Finance, accounting and corporate governance
Financial disintermediation, crowdfunding, consumer lending
G01, G20, G21, G23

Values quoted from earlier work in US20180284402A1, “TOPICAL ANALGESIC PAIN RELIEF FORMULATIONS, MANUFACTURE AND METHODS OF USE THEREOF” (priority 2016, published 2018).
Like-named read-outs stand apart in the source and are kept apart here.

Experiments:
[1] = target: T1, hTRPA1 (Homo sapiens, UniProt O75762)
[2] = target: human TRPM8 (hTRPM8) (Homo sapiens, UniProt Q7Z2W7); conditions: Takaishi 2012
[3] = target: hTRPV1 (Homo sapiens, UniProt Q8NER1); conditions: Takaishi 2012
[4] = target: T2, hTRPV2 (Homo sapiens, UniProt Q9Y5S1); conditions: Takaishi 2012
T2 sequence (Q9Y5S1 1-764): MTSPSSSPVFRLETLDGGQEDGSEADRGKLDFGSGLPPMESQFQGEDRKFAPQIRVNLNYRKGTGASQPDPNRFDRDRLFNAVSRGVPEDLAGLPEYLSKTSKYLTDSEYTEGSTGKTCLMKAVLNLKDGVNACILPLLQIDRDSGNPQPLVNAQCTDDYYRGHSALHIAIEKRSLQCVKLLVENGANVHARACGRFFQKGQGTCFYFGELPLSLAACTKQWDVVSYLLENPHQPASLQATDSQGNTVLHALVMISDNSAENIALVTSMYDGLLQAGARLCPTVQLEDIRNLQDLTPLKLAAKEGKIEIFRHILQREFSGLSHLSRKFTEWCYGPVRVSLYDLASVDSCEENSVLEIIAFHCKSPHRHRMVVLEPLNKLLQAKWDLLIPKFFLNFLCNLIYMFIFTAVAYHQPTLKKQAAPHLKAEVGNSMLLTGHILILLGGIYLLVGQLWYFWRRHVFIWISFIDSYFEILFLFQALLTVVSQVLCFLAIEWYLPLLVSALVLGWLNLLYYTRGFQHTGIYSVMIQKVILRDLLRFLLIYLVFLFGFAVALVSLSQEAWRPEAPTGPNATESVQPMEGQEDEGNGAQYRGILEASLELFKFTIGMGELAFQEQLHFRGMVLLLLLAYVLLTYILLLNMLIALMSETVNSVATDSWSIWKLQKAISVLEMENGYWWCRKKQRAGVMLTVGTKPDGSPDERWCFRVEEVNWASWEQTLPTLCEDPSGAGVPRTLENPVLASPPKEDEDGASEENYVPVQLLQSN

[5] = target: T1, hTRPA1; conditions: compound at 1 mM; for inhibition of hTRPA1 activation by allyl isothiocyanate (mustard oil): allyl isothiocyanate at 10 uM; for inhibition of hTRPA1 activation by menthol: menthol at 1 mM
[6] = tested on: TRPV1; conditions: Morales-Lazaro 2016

This paper analyzes the substantially growing markets for crowdfunding, in which retail investors lend to borrowers without financial intermediaries. Critics suggest these markets allow sophisticated investors to take advantage of unsophisticated investors. The growth and viability of these markets critically depends on the underlying incentives. We provide evidence of perverse incentives in crowdfunding that are not fully recognized by the market. In particular we look at group leader bids in the presence of origination fees and find that these bids are (wrongly) perceived as a signal of good loan quality, resulting in lower interest rates. Yet these loans actually have higher default rates. These adverse incentives are overcome only with sufficient skin in the game and when there are no origination fees. The results from the analysis in this paper provide more general implications for crowdfunding, its structure and regulation.
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